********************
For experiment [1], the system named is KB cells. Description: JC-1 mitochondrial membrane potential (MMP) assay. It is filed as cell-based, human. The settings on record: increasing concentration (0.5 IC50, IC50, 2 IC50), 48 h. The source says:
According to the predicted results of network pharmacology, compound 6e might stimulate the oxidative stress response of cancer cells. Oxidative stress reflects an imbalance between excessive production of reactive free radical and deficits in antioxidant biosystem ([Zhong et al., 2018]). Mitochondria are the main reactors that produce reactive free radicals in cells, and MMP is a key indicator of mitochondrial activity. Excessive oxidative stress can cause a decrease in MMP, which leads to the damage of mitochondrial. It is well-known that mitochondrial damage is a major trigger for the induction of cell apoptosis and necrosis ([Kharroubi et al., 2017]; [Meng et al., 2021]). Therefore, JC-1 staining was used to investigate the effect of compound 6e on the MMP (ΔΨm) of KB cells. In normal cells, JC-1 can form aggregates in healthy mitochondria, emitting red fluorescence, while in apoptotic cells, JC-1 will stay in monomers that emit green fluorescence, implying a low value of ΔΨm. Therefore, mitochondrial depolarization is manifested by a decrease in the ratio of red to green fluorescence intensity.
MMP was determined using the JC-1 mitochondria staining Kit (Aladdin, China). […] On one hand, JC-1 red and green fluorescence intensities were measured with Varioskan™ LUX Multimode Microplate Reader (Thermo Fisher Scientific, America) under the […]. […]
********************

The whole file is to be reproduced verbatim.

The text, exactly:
For experiment [1], the system named is KB cells. Description: JC-1 mitochondrial membrane potential (MMP) assay. It is filed as cell-based, human. The settings on record: increasing concentration (0.5 IC50, IC50, 2 IC50), 48 h. The source says:
According to the predicted results of network pharmacology, compound 6e might stimulate the oxidative stress response of cancer cells. Oxidative stress reflects an imbalance between excessive production of reactive free radical and deficits in antioxidant biosystem ([Zhong et al., 2018]). Mitochondria are the main reactors that produce reactive free radicals in cells, and MMP is a key indicator of mitochondrial activity. Excessive oxidative stress can cause a decrease in MMP, which leads to the damage of mitochondrial. It is well-known that mitochondrial damage is a major trigger for the induction of cell apoptosis and necrosis ([Kharroubi et al., 2017]; [Meng et al., 2021]). Therefore, JC-1 staining was used to investigate the effect of compound 6e on the MMP (ΔΨm) of KB cells. In normal cells, JC-1 can form aggregates in healthy mitochondria, emitting red fluorescence, while in apoptotic cells, JC-1 will stay in monomers that emit green fluorescence, implying a low value of ΔΨm. Therefore, mitochondrial depolarization is manifested by a decrease in the ratio of red to green fluorescence intensity.
MMP was determined using the JC-1 mitochondria staining Kit (Aladdin, China). […] On one hand, JC-1 red and green fluorescence intensities were measured with Varioskan™ LUX Multimode Microplate Reader (Thermo Fisher Scientific, America) under the […]. […]